“Somebody I heard about from my neighbor. He’s a lawyer, so he knows just how to approach these a— these unresponsive people.”

“So do I,” I reminded her.

“But you’re not a lawyer.”

I’m no math whiz, but I figured too many more calls like that one, and I’d be out on the streets.

I set the wheels in motion to assess Aggravating Addison’s weak points. Like, for example, why he wasn’t working for some high-end fancy shmancy law firm. Was there something he was hiding—something he’d done, perhaps just a smidge short of disbarment proceedings, but enough to have him toiling at the sewer end of the practice of law? Was he lazy?

Unfair, you say? I just told you that I may be Bonnie, but I’m most assuredly not fair. Besides, all is fair when it comes to survival.

Maybe Addison had some other problems—an unhealthy interest in young children, for example, or two or more wives, none of whom realized he was a bigamist. Or maybe he was just not very bright. It happens. Some of the dumbest people I know are Ph.D.’s.

I Googled him. If his mug shot could be believed, he, too, was no prize catch. His ears stuck out like silver dollars on either side of a long narrow face with a receding chin. He was wearing glasses that made his eyes appear to be bulging out of their sockets. Acne scars. The photo was grainy and washed out, but the light color of his thinning hair suggested it could be blond or gray. He was fifty-one. Graduated in 1984 from some mediocre law school in the Midwest.

The whole thing might have made me yawn except for it being a matter of life and death. I weighed my options carefully. If there was not a spec of dirt to be found and exploited, what would I do? Take him out?

What, you say? Surely I didn’t imagine I could seduce him. Or did I mean “take him out” as in murdering the guy?

Of course not. That would be stupid. After all, I would be a logical suspect as his only (I hope!) competitor. But there were other ways…

Which was why I checked him out so carefully. It’s far easier to expose the dirt in someone’s background than to invent it, if you get my drift.

I learned that Addison wasn’t married. If he was a con artist or a pedophile, those proclivities hadn’t yet been exposed. He had worked for a low-end ambulance-chasing law firm in Philly before he came here. But, as is typical of most businesses these days, they refused to divulge anything of interest, such as why he left and whether it was voluntary or not.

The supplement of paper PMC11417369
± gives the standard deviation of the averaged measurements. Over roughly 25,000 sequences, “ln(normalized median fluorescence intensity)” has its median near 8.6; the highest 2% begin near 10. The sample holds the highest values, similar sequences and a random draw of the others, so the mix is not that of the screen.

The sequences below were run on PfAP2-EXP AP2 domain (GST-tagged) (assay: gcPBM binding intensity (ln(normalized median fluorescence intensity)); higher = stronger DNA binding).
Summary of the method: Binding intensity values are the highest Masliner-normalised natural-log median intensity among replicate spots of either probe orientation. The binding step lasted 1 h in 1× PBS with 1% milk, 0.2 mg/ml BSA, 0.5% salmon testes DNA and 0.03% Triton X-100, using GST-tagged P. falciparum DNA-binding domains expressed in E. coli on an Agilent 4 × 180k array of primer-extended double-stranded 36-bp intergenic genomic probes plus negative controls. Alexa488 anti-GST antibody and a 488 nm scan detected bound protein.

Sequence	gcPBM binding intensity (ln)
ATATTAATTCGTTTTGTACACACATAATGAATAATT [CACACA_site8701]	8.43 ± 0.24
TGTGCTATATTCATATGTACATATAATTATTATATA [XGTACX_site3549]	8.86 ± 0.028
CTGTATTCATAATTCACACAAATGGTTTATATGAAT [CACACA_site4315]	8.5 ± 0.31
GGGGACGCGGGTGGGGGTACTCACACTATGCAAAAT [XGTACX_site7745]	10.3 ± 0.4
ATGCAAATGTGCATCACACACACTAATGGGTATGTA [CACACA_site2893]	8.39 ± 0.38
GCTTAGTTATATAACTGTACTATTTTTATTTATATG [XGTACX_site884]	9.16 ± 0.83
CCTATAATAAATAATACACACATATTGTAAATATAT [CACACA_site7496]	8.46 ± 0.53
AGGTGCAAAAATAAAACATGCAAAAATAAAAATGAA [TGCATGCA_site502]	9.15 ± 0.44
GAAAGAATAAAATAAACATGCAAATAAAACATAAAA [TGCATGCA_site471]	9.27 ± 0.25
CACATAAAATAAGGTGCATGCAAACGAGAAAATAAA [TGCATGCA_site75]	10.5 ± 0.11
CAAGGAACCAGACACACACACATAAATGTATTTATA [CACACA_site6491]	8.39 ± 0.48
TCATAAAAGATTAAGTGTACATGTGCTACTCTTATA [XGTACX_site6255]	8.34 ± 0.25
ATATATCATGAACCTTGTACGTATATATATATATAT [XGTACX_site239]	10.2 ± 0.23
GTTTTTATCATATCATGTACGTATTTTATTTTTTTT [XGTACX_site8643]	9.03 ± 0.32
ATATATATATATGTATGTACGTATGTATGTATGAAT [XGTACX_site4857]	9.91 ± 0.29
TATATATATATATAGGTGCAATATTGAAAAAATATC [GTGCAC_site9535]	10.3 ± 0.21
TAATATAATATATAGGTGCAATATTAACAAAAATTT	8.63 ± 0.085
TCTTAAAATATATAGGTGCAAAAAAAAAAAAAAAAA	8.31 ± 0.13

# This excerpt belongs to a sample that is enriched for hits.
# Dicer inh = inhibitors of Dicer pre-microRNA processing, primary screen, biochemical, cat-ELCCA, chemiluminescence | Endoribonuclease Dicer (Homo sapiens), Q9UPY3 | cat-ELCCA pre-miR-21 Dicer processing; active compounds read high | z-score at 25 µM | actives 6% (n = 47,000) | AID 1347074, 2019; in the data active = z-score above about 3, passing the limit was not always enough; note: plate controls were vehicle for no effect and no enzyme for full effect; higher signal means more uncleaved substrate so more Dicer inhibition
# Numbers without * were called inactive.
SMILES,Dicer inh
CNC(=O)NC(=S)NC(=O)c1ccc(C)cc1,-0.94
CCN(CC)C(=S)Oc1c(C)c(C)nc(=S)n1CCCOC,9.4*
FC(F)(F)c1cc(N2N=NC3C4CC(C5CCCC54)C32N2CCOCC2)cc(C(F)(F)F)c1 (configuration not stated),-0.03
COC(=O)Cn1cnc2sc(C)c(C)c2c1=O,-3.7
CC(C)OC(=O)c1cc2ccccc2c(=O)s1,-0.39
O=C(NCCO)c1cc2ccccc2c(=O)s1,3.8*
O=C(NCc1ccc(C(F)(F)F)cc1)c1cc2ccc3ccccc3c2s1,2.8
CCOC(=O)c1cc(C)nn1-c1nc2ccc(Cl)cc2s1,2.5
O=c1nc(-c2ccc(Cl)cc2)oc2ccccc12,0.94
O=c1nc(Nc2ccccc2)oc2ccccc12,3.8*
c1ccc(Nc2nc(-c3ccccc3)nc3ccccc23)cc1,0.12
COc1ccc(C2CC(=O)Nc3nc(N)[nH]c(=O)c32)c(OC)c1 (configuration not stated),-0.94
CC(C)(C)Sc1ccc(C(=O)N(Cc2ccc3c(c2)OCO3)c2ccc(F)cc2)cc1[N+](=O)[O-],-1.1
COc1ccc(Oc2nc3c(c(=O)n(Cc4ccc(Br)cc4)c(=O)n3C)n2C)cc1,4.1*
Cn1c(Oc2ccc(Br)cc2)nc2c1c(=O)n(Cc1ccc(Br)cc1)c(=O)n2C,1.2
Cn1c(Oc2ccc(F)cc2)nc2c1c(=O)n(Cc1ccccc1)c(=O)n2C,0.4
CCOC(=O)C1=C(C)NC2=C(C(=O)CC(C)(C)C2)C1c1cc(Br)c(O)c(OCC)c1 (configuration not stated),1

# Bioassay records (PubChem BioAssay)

I discovered that his office was no better—and no worse—than mine. He too leased space in an over-the-hill professional building on the fringe of the downtown area, the only difference being that my building has a pharmacy on the ground floor. This got me thinking if drugs might be the ticket. What if he had a secret habit, and that’s why he ended up bottom-feeding?

He might have had a secretary, but I doubted it. The answering service at his number sounded just like the one I use—the kind that pretends to be your personal staff when, in fact, they service hundreds of sole proprietorships like mine—and Gordon Addison’s.

Not too long after the first of my customers defected, a couple of my other regulars—who tend to be older people who just aren’t comfortable on the Internet or punching numbers into a phone—said they’d heard great things about this new fellow, Gordon Addison, who’d successfully sued a cable outfit for damages incurred when an irate customer lost patience with the company’s automated phone service.

Ring a bell? I didn’t even need to check the court records to make sure that the rumors were true. The story was all over the morning paper, along with a head-and shoulders shot of a smiling Addison and, right next to him, my former client. This was definitely bad for business.

I thought about visiting the jerk, telling him that I had been there first and to keep his filthy paws off my customers, but I know what I’d do if somebody came whining to me with the same complaint.

Instead, I turned to the Internet, a truly marvelous invention. For reasons known only to the gods of cyberspace, people will believe anything you say on the Web. I posted a few thoughts about Addison and his secrets to some lawyer blogs and settled back to enjoy the show.

It took about three months for the stuff to grow to the magnitude that had other people in town beginning to whisper—and then talk—about Gordon Addison’s drug problem. A local columnist wrote a piece claiming that Addison had been kicked out of a law firm in Philly for attempting to bribe prosecutors in a drug trial—a charge that could never be proved and which he vehemently denied. Only nobody would listen, let alone believe him.